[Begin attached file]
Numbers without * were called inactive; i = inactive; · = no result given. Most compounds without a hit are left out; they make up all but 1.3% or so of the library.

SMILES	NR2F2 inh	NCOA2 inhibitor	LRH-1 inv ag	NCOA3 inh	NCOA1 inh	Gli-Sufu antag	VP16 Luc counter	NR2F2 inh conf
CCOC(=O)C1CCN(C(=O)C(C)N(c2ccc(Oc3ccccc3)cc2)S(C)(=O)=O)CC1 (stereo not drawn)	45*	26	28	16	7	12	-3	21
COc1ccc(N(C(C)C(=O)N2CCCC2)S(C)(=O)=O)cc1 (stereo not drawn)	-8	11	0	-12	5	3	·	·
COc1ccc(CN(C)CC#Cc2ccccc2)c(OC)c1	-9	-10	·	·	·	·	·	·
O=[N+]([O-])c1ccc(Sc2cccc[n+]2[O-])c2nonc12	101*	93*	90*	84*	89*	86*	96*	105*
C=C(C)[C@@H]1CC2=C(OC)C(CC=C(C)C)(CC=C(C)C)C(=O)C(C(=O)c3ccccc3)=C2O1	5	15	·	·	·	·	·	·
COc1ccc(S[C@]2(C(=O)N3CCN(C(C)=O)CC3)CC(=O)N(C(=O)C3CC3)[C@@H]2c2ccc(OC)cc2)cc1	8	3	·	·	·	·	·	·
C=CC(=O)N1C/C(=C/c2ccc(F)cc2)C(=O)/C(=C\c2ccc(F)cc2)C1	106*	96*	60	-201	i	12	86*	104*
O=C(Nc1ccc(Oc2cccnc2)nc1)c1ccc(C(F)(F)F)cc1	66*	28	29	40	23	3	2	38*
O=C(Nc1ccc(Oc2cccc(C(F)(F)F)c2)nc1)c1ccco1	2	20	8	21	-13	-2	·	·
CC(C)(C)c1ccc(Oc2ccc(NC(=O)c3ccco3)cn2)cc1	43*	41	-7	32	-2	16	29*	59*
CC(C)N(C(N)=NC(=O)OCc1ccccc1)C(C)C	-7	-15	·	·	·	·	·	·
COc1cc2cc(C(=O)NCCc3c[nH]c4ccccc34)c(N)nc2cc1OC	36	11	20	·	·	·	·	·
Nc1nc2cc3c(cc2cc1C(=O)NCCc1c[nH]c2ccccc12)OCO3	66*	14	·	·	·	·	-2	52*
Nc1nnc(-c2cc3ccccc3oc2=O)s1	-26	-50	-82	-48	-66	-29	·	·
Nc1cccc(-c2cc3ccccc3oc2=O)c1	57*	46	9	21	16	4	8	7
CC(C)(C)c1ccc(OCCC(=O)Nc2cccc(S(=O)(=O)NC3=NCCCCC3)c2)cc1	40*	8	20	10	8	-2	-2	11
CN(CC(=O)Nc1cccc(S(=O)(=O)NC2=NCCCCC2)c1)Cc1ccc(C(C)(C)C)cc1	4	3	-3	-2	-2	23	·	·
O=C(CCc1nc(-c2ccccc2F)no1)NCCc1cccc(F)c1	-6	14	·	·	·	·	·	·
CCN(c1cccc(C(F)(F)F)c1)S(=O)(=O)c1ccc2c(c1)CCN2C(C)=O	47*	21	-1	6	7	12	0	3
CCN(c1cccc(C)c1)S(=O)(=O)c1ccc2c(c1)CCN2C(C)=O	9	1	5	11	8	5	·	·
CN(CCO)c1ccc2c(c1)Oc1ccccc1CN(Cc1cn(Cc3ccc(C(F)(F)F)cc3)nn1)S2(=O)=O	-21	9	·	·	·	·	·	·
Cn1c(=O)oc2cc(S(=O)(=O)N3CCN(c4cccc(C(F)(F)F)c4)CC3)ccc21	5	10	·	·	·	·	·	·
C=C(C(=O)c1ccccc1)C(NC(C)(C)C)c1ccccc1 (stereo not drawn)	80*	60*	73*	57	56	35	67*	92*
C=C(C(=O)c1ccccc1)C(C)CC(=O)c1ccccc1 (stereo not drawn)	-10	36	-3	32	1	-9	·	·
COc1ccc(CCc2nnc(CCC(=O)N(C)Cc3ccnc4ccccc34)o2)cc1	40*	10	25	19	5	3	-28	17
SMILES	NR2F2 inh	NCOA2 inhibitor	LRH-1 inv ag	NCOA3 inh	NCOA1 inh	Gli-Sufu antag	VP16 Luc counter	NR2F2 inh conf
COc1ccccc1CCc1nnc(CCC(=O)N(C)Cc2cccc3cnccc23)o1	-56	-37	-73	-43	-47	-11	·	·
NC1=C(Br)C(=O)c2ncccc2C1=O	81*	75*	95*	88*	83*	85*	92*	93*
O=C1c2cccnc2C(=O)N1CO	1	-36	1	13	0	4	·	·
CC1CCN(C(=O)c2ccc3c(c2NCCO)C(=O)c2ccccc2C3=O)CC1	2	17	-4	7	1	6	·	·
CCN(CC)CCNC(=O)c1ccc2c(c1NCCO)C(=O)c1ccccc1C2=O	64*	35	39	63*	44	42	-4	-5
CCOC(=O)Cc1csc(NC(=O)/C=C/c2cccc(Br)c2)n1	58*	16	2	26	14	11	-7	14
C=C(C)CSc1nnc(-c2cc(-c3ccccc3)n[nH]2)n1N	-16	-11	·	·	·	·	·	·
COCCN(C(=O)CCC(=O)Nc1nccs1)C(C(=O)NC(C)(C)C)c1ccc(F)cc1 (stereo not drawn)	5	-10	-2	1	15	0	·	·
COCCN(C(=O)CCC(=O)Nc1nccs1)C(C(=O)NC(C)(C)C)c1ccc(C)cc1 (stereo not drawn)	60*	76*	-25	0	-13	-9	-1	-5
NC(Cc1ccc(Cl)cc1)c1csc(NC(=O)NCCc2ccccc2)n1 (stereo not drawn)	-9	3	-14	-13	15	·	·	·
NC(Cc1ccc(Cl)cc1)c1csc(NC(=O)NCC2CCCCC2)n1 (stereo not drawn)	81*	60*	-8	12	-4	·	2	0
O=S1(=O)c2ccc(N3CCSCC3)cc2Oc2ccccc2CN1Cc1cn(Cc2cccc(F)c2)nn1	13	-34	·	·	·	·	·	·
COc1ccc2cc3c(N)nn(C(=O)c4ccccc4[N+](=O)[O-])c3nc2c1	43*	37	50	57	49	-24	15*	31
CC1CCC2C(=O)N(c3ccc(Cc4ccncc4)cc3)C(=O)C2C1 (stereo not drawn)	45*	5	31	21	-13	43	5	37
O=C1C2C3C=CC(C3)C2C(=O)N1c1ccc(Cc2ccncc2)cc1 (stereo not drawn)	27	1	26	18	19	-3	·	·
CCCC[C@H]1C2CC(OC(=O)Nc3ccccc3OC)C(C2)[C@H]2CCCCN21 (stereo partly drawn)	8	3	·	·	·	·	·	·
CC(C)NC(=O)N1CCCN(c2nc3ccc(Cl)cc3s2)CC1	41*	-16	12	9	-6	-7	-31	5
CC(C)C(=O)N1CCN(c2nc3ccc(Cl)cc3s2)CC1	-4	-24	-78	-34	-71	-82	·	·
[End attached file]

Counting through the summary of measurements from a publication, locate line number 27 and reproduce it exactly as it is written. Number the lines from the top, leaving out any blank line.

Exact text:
COc1ccc(CCc2nnc(CCC(=O)N(C)Cc3ccnc4ccccc34)o2)cc1	40*	10	25	19	5	3	-28	17